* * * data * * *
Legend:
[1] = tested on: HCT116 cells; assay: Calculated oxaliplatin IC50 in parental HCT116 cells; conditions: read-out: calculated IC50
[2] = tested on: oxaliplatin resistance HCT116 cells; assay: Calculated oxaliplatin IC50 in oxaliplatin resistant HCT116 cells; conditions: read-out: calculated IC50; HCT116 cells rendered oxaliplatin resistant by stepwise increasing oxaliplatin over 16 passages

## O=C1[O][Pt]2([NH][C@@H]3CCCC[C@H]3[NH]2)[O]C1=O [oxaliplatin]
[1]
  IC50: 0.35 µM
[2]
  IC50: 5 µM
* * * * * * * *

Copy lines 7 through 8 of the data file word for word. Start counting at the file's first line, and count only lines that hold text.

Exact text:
[2]
  IC50: 5 µM